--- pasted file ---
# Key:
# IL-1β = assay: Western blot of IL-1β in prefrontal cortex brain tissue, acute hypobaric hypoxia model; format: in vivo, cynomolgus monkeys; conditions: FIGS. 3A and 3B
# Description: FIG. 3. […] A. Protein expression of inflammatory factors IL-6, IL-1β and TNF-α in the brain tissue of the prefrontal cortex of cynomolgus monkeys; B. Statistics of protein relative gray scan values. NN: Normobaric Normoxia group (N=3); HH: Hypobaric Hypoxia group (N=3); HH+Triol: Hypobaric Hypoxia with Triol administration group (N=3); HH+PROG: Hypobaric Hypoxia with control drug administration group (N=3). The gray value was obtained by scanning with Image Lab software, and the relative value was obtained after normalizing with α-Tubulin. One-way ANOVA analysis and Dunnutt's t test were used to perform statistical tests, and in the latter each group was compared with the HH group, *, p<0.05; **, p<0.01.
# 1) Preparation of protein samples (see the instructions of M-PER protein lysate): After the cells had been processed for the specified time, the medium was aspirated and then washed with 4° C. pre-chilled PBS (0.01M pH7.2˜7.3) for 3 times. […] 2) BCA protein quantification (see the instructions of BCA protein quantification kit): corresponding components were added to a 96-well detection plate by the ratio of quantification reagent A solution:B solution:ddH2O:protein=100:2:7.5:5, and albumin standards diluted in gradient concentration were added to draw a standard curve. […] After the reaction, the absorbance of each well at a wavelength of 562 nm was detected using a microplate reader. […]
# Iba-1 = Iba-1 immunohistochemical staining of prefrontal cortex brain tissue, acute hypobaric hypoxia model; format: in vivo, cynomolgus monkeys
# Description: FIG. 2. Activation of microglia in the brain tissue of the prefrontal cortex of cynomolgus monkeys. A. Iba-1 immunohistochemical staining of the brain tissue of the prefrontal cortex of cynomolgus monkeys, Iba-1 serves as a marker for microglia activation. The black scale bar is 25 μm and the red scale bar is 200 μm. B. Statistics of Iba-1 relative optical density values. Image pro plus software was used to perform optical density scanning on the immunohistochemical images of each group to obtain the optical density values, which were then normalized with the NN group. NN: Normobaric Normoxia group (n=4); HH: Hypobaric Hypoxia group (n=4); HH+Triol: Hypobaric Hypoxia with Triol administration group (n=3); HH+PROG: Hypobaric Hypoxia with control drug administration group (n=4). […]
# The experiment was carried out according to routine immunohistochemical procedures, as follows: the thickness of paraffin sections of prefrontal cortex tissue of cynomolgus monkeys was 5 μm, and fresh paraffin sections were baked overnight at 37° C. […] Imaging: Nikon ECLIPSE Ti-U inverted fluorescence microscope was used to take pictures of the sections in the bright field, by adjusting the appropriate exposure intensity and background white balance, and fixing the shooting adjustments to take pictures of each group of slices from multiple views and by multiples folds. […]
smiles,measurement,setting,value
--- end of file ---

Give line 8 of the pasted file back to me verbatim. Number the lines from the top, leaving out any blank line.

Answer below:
smiles,measurement,setting,value